The law is a wonderful thing, but I teach my students that it is not magic. If we could get rid of something just by passing a law against it, we would have no drugs or crime. I also tell them that there are many laws on the books that are just fine to enforce, but only in egregious cases. It may not be unjust that every kid who downloaded a music file or smoked a joint is not in prison. In any event, the people of Arizona and the United States appear quite unwilling to pay for that high level of enforcement.Oscar Martínez
Oscar Martínez’ family migrated from Chihuahua, Mexico, in the 1950s. He grew up in El Paso and across the border in Ciudad Juárez. He is a UA Regents’ Professor of history and member of the UA Center for Latin American Studies. He advises students to apply historical methods to SB 1070: “Americans are conditioned to think of immigration from Mexico in a very negative way. We have to realize that migration between these two countries is a product of economic integration between them, for more than a century.”
To Mexicans and Mexican Americans, is SB 1070 essentially a racist measure?
Yes, it is seen as racist, and that is because of the long history of racism, of discrimination against people from Mexico in this region based on prejudicial attitudes toward dark-skinned people. In the Southwest, Mexicans have long been the primary victims of prejudice and discrimination, and that includes Arizona. Racial profiling is very much a part of that legacy and that is a major concern about SB 1070.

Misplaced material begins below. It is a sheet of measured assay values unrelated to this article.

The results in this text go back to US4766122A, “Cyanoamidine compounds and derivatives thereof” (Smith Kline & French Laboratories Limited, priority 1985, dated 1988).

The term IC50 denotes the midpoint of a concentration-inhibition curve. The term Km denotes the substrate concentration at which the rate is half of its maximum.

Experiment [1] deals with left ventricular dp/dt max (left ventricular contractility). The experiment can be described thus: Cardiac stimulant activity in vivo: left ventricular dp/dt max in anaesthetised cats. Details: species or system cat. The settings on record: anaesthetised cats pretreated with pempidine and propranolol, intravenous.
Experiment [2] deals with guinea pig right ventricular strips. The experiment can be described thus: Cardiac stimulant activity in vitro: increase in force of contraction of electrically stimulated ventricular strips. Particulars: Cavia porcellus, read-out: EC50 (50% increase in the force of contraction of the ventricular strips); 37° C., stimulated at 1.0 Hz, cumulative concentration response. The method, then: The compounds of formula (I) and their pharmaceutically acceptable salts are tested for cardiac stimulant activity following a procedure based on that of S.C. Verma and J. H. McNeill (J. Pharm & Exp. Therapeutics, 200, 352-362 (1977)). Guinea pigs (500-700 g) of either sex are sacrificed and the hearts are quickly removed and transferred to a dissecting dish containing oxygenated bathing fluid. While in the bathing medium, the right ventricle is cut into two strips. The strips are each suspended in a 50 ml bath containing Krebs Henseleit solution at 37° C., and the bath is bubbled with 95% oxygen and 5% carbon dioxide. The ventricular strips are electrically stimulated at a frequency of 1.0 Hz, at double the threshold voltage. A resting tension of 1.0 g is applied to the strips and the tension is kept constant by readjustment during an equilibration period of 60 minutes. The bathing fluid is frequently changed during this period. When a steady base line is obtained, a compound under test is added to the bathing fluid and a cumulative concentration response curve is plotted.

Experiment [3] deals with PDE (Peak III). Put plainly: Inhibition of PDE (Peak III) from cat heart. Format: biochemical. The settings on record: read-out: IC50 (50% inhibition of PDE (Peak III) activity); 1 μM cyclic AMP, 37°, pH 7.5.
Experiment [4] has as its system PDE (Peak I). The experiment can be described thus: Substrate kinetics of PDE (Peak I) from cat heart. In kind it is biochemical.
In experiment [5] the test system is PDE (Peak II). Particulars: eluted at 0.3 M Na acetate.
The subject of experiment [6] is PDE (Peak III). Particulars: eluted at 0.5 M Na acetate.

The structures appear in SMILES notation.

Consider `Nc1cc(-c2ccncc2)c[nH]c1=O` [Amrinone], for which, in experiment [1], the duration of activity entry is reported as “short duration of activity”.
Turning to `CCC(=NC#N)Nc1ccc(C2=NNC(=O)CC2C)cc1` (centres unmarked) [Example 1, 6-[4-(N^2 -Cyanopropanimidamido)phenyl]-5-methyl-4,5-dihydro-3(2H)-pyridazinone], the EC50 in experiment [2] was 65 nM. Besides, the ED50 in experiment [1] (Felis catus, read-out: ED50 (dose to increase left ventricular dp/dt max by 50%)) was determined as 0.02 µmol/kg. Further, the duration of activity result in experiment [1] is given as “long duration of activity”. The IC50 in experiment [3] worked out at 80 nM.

This history is very familiar to people, and it is not unrealistic at all for people to feel that this prejudice exists. Mexican Americans would expect many people in the mainstream population, especially people in positions of authority, to practice discrimination and engage in abusive behavior. There’s a long history of police brutality against Mexican Americans. Fears about SB 1070 are based on real history and on people’s own experience of prejudice and discrimination before SB 1070. In the minds of many, the law will legitimize racial profiling and give those who are inclined to practice discrimination a legal basis for doing it.
So for Hispanics, this bill has historical roots in racism?
Racism is a part of it. If you look at all the U.S. laws that have been passed, many have been antiimmigrant, going back many years. Because of the historical fear and alarm and hysteria present in American society, immigrants have been an easy target. There’s a long history of seeing immigrants as scapegoats, and in Arizona it seemed logical to zero-in on Mexicans. Exploiting the fear of Mexican immigration is a ploy that has been used politically for generations.
How would you characterize the relationship between economics and immigration at the Arizona-Mexico border?
Migration is a product of the fusion of two economies. It’s really one economy divided by a border nearly 2,000 miles long. Mexicans who need employment will migrate to the United States, and the United States needs them — otherwise they wouldn’t come.